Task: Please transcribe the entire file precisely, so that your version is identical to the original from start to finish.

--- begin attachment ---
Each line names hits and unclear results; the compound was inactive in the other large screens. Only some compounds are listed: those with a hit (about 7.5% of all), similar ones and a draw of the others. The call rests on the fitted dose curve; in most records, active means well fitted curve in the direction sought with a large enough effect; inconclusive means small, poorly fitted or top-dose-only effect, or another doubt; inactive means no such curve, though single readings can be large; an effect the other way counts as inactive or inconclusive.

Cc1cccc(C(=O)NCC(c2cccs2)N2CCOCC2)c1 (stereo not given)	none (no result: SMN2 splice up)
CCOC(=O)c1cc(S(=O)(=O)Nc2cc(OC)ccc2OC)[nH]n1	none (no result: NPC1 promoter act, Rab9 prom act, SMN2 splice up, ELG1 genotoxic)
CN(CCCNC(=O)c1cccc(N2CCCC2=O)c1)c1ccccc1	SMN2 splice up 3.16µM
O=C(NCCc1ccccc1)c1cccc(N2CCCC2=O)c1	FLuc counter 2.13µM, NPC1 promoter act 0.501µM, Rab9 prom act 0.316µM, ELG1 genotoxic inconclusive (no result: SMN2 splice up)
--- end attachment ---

Each line names hits and unclear results; the compound was inactive in the other large screens. Only some compounds are listed: those with a hit (about 7.5% of all), similar ones and a draw of the others. The call rests on the fitted dose curve; in most records, active means well fitted curve in the direction sought with a large enough effect; inconclusive means small, poorly fitted or top-dose-only effect, or another doubt; inactive means no such curve, though single readings can be large; an effect the other way counts as inactive or inconclusive.

Cc1cccc(C(=O)NCC(c2cccs2)N2CCOCC2)c1 (stereo not given)	none (no result: SMN2 splice up)
CCOC(=O)c1cc(S(=O)(=O)Nc2cc(OC)ccc2OC)[nH]n1	none (no result: NPC1 promoter act, Rab9 prom act, SMN2 splice up, ELG1 genotoxic)
CN(CCCNC(=O)c1cccc(N2CCCC2=O)c1)c1ccccc1	SMN2 splice up 3.16µM
O=C(NCCc1ccccc1)c1cccc(N2CCCC2=O)c1	FLuc counter 2.13µM, NPC1 promoter act 0.501µM, Rab9 prom act 0.316µM, ELG1 genotoxic inconclusive (no result: SMN2 splice up)